Bernstein analyst Toni Sacconaghi says in a research note that Apple is spending comparatively less money that it’s peers in research and development. Apple is also spending less on mergers and acquisitions. This is according to a report from Barron’s.
Sacconaghi says that Apple is currently spending 7% of their revenue on R&D compared to other large companies spending over 10% of their revenue. Apple does make more money many of their peers in the tech industry. For instance, in 2019 Apple made $260.2 billion in revenue while Google made $160.7 billion in revenue. That means that if Apple spent 7% of their revenue on R&D and Google spent 11% they would have spent about the same on R&D. In reality, Google spent closer to 16% of their revenue on R&D which is both more money and a larger share of revenue than Apple spent.
Apple is spending comparatively less than other companies on R&D and in some situations they are just spending less. Apple actually used to spend even less on R&D, when Tim Cook took over in 2011 their R&D spending was 2.2% of their revenue, and Apple has been increasing that number up to the 7% they spend now.
The analyst noted here that they can’t really tell if this increase in R&D spending means that Apple will be innovating more than in previous years. He says that their spending has grown large, but more new products aren’t being released. Many would also say that Apple’s products seem to be less innovative now, but others would argue that Apple is innovating it’s just not as noticeable now as it was in the early days of the Mac and iPhone.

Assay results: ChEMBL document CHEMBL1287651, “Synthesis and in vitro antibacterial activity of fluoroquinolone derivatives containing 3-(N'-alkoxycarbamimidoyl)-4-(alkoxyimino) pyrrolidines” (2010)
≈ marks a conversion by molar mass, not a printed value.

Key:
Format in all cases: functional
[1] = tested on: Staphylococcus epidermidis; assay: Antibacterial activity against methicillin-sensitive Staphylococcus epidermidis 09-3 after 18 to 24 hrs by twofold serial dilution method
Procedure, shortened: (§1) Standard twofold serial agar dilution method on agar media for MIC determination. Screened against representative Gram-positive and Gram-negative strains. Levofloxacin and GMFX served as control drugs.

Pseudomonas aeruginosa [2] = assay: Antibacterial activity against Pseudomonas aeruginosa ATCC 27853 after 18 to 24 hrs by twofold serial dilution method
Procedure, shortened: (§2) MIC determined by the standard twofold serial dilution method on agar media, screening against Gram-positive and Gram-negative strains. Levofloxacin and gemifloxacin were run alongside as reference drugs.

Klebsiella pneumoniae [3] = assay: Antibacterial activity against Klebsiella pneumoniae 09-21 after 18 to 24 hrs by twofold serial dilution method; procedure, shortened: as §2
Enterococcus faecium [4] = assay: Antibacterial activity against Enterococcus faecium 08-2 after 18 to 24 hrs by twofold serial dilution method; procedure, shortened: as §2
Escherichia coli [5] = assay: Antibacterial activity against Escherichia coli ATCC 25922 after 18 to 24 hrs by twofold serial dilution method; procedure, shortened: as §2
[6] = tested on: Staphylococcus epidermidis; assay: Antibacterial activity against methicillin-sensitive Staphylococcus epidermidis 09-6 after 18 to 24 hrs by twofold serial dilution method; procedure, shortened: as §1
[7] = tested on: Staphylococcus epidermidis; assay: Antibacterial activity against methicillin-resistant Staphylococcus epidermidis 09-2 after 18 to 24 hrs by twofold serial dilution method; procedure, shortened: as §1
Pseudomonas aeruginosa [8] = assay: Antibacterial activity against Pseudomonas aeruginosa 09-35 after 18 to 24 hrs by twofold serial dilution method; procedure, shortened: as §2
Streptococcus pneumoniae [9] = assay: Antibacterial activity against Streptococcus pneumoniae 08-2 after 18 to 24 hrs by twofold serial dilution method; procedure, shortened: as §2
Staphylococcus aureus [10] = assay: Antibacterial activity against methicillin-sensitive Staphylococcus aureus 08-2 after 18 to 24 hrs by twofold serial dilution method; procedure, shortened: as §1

Apple also spends less than their peers in mergers and acquisitions, spending only $6.9 billion—2% of free cash flow—on acquisitions from 2012 through 2019. Sacconaghi writes saying that Apple probably won’t make any big acquisitions soon:
“We continue to believe that Apple making large acquisitions is unlikely.”
It is possible that what we see here is Apple trying to play it safer than other companies. They are a large company, a household name, and hold a lot of brand power, and they probably don’t want to loose this. Apple may want to be weary of large new product innovations or acquisitions because they don’t want something to go wrong. Apple may be trying to act like a more typical company and less like the “think different” innovator it used to be.
The analyst says that this playing it safe could actually hurt Apple, because they are “underinvesting in innovation.” He adds that stock buybacks, which Apple has often done, could possibly also end up hurting Apple. He draws a comparison to IBM who may have had their downfall under similar circumstances:
“While share repurchases have historically been an effective use of cash and enabled Apple to grow EPS, we worry about potential parallels with IBM, who we believe underspent on innovation and overspent on buybacks, when it should have been reinventing itself amidst slowing product and services growth as computing moved off premise,”
For now it looks like Apple will be just fine though, as the iPhone 12 is shaping up to be a very successful product cycle. But, we will have to see if Apple continues to innovate on subsequent products for customers to stay.